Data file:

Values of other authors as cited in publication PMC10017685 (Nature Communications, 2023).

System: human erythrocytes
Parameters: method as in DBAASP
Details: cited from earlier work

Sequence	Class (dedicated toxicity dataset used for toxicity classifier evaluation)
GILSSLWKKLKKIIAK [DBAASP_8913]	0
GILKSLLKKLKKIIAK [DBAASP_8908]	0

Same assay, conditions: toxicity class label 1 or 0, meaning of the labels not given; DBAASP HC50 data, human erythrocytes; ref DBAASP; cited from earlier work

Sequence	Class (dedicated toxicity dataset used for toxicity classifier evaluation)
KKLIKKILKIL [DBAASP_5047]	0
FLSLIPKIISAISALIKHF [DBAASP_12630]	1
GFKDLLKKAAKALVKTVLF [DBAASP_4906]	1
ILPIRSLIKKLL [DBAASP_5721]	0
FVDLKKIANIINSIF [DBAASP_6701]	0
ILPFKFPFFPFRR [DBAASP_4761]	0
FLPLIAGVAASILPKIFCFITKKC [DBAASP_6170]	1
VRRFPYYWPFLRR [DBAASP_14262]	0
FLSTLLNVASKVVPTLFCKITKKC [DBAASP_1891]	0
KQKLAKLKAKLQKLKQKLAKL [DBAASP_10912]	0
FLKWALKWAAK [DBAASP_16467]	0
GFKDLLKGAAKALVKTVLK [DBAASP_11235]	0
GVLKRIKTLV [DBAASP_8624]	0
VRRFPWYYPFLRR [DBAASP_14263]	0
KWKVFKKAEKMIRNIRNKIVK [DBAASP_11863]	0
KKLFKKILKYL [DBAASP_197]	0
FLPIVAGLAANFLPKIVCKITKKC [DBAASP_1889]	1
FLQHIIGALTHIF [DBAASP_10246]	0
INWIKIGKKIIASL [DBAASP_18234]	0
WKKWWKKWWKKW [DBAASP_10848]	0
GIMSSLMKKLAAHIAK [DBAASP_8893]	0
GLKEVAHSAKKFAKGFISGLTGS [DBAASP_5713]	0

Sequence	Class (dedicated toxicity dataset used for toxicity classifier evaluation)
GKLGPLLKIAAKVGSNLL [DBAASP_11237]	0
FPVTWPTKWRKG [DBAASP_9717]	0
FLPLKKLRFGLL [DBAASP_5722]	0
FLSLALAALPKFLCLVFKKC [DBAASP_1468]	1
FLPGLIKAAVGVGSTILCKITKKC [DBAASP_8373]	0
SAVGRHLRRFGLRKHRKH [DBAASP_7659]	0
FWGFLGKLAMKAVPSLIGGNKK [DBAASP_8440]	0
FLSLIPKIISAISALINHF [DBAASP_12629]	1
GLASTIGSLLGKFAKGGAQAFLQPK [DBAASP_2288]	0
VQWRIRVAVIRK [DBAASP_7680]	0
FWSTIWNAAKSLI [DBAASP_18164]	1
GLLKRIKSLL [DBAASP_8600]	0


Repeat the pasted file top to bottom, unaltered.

Values of other authors as cited in publication PMC10017685 (Nature Communications, 2023).

System: human erythrocytes
Parameters: method as in DBAASP
Details: cited from earlier work

Sequence	Class (dedicated toxicity dataset used for toxicity classifier evaluation)
GILSSLWKKLKKIIAK [DBAASP_8913]	0
GILKSLLKKLKKIIAK [DBAASP_8908]	0

Same assay, conditions: toxicity class label 1 or 0, meaning of the labels not given; DBAASP HC50 data, human erythrocytes; ref DBAASP; cited from earlier work

Sequence	Class (dedicated toxicity dataset used for toxicity classifier evaluation)
KKLIKKILKIL [DBAASP_5047]	0
FLSLIPKIISAISALIKHF [DBAASP_12630]	1
GFKDLLKKAAKALVKTVLF [DBAASP_4906]	1
ILPIRSLIKKLL [DBAASP_5721]	0
FVDLKKIANIINSIF [DBAASP_6701]	0
ILPFKFPFFPFRR [DBAASP_4761]	0
FLPLIAGVAASILPKIFCFITKKC [DBAASP_6170]	1
VRRFPYYWPFLRR [DBAASP_14262]	0
FLSTLLNVASKVVPTLFCKITKKC [DBAASP_1891]	0
KQKLAKLKAKLQKLKQKLAKL [DBAASP_10912]	0
FLKWALKWAAK [DBAASP_16467]	0
GFKDLLKGAAKALVKTVLK [DBAASP_11235]	0
GVLKRIKTLV [DBAASP_8624]	0
VRRFPWYYPFLRR [DBAASP_14263]	0
KWKVFKKAEKMIRNIRNKIVK [DBAASP_11863]	0
KKLFKKILKYL [DBAASP_197]	0
FLPIVAGLAANFLPKIVCKITKKC [DBAASP_1889]	1
FLQHIIGALTHIF [DBAASP_10246]	0
INWIKIGKKIIASL [DBAASP_18234]	0
WKKWWKKWWKKW [DBAASP_10848]	0
GIMSSLMKKLAAHIAK [DBAASP_8893]	0
GLKEVAHSAKKFAKGFISGLTGS [DBAASP_5713]	0

Sequence	Class (dedicated toxicity dataset used for toxicity classifier evaluation)
GKLGPLLKIAAKVGSNLL [DBAASP_11237]	0
FPVTWPTKWRKG [DBAASP_9717]	0
FLPLKKLRFGLL [DBAASP_5722]	0
FLSLALAALPKFLCLVFKKC [DBAASP_1468]	1
FLPGLIKAAVGVGSTILCKITKKC [DBAASP_8373]	0
SAVGRHLRRFGLRKHRKH [DBAASP_7659]	0
FWGFLGKLAMKAVPSLIGGNKK [DBAASP_8440]	0
FLSLIPKIISAISALINHF [DBAASP_12629]	1
GLASTIGSLLGKFAKGGAQAFLQPK [DBAASP_2288]	0
VQWRIRVAVIRK [DBAASP_7680]	0
FWSTIWNAAKSLI [DBAASP_18164]	1
GLLKRIKSLL [DBAASP_8600]	0